San Antonio Bookkeeper Sentenced for Fraud
SAN ANTONIO – A San Antonio woman was sentenced today to 33 months in prison for financial and tax fraud.
According to court documents, Alicia Henderson, 60, was the office manager and bookkeeper for a non-profit corporation that provided services for the San Antonio Downtown Public Improvement District. Her responsibilities included oversight of the accounting and financial reporting functions for the non-profit corporation.
Between July 2014 and November 2017, Henderson forged or wrote to herself 118 checks drawn on the non-profit’s bank account and deposited the funds into her personal bank account. Henderson used the stolen money, totaling $291,385.23, for her own personal benefit but did not report the embezzled funds on her federal tax forms. Henderson owed $64,719 in taxes for 2014 to 2016.
In addition to the prison sentence, Henderson also was ordered to pay $356,104.23 in restitution. On October 21, 2020, Henderson pleaded guilty to one count of wire fraud and one count of false statements on an income tax return.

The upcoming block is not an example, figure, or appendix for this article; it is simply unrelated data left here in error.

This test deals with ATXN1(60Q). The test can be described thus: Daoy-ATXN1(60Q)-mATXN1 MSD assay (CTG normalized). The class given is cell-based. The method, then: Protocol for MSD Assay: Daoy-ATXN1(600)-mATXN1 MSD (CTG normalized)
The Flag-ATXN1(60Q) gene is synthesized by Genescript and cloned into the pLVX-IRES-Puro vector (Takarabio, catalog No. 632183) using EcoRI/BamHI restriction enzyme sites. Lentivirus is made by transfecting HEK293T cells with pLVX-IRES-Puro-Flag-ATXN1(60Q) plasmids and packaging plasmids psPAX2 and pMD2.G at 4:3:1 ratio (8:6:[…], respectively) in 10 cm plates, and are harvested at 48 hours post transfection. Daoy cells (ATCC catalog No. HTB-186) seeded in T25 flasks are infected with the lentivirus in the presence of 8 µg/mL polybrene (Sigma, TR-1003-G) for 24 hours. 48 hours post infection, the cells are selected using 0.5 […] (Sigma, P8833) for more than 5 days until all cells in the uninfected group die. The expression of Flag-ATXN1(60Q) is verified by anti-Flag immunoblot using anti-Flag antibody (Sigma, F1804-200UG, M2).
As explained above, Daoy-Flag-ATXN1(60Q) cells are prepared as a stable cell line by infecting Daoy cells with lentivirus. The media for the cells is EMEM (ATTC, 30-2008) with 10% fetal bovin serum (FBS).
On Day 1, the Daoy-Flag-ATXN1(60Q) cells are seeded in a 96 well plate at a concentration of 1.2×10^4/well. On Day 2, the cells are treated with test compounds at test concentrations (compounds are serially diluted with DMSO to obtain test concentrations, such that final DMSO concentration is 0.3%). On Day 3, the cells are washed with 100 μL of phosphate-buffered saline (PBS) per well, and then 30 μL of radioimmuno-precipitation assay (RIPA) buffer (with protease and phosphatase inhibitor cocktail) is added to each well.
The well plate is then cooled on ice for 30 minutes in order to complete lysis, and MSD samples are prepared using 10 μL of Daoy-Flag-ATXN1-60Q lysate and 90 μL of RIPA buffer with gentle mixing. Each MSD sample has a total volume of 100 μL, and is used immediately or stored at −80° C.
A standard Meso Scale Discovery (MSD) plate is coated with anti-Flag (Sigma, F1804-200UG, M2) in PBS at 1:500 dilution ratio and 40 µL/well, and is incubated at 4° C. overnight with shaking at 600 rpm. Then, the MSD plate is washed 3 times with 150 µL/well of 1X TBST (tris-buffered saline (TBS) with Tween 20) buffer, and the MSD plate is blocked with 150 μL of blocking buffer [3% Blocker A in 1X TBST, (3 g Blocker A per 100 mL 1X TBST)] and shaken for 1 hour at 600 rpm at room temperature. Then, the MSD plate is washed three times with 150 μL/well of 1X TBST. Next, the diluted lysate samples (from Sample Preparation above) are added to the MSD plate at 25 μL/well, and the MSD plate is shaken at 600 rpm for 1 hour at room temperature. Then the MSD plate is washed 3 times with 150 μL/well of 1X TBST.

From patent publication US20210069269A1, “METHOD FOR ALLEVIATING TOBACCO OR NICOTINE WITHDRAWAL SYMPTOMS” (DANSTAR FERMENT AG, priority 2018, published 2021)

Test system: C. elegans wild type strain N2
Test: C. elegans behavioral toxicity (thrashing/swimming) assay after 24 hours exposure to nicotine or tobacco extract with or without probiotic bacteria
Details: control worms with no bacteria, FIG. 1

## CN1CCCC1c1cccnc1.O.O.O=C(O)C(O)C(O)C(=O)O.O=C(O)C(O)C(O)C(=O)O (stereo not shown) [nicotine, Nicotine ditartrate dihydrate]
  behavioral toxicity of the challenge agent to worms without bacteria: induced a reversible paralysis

“Ms. Henderson betrayed the public trust by first stealing from a non-profit and then failing to pay taxes on her income,” said Executive Assistant U.S. Attorney Kristy Callahan. “Our office will continue to vigorously prosecute those who use their positions to defraud citizens of San Antonio for their own personal enrichment.”
“This individual took advantage of her position to personally enrich herself at the expense of the citizens of San Antonio,” said FBI San Antonio Special Agent in Charge Oliver E. Rich Jr. “The public can have confidence that the defendant will be held accountable for the crimes she committed.”
“The fraud and tax crimes perpetrated by Alicia Henderson cause people to distrust otherwise lawful enterprises and non-profit organizations,” said Special Agent in Charge Ramsey E. Covington, of IRS-Criminal Investigation’s Houston Field Office, which includes San Antonio in its jurisdiction. “The sentencing today hopefully helps restore some of that public trust and reinforce to other would-be criminals and tax evaders that there is a price to pay for crime.”
The FBI and IRS-CI investigated the case.
Assistant U.S. Attorneys Joseph E. Blackwell and William R. Harris prosecuted the case.